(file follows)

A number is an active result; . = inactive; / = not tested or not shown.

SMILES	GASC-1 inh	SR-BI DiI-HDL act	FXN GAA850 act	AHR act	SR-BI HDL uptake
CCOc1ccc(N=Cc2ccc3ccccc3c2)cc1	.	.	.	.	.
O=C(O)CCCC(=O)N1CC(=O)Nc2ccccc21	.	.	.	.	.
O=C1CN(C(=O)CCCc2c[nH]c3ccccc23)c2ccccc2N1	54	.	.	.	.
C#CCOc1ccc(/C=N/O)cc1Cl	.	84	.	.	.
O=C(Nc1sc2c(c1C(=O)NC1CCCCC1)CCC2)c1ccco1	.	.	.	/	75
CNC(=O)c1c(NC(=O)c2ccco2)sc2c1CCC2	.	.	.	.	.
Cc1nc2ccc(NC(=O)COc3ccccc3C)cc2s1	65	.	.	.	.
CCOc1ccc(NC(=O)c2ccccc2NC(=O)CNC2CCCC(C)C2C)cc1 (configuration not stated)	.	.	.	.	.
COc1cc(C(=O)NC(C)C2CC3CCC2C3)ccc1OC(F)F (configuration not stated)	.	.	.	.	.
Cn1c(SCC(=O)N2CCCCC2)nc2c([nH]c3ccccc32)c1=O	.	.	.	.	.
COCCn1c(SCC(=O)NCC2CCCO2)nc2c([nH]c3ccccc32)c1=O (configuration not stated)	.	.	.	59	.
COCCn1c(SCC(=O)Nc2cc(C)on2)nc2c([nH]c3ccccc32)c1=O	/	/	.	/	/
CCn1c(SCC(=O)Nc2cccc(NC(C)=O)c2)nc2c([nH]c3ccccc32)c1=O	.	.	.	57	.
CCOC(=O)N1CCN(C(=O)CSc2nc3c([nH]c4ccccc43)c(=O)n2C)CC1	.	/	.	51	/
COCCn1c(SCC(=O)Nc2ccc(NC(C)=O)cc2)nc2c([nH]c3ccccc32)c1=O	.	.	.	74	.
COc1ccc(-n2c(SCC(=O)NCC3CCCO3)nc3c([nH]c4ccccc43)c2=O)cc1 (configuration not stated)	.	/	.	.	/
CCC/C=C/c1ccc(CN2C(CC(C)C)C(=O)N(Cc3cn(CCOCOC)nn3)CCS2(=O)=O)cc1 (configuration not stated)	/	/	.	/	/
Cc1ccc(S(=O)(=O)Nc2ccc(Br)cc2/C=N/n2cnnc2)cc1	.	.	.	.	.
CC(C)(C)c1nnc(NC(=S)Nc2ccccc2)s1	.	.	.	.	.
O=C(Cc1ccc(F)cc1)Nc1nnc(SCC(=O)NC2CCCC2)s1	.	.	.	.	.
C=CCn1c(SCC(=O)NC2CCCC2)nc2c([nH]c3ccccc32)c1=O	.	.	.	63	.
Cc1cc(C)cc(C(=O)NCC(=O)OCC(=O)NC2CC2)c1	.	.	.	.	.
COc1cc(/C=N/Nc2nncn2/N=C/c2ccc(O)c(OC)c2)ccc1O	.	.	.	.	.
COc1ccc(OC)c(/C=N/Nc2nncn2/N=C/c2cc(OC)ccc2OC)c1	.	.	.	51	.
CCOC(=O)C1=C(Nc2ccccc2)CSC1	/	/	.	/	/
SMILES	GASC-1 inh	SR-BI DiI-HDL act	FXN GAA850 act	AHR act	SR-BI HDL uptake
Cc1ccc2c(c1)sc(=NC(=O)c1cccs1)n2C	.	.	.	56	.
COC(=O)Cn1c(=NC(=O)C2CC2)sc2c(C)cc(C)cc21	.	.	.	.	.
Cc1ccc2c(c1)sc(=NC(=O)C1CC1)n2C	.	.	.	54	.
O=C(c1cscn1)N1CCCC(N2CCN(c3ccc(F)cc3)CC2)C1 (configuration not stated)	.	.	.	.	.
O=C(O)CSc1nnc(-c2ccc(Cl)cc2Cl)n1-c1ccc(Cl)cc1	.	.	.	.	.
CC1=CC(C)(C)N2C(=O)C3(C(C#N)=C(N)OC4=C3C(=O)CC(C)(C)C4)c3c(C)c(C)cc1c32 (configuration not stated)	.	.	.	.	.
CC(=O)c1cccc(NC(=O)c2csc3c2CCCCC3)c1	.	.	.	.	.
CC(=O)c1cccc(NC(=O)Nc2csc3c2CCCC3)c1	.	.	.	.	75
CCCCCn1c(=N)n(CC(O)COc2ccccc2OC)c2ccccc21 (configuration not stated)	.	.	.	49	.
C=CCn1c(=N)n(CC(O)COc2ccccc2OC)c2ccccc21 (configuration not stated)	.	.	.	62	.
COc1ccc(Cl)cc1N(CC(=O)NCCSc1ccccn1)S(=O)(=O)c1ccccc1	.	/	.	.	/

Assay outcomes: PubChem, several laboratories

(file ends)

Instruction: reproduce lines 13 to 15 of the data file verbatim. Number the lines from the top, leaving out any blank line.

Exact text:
COCCn1c(SCC(=O)NCC2CCCO2)nc2c([nH]c3ccccc32)c1=O (configuration not stated)	.	.	.	59	.
COCCn1c(SCC(=O)Nc2cc(C)on2)nc2c([nH]c3ccccc32)c1=O	/	/	.	/	/
CCn1c(SCC(=O)Nc2cccc(NC(C)=O)c2)nc2c([nH]c3ccccc32)c1=O	.	.	.	57	.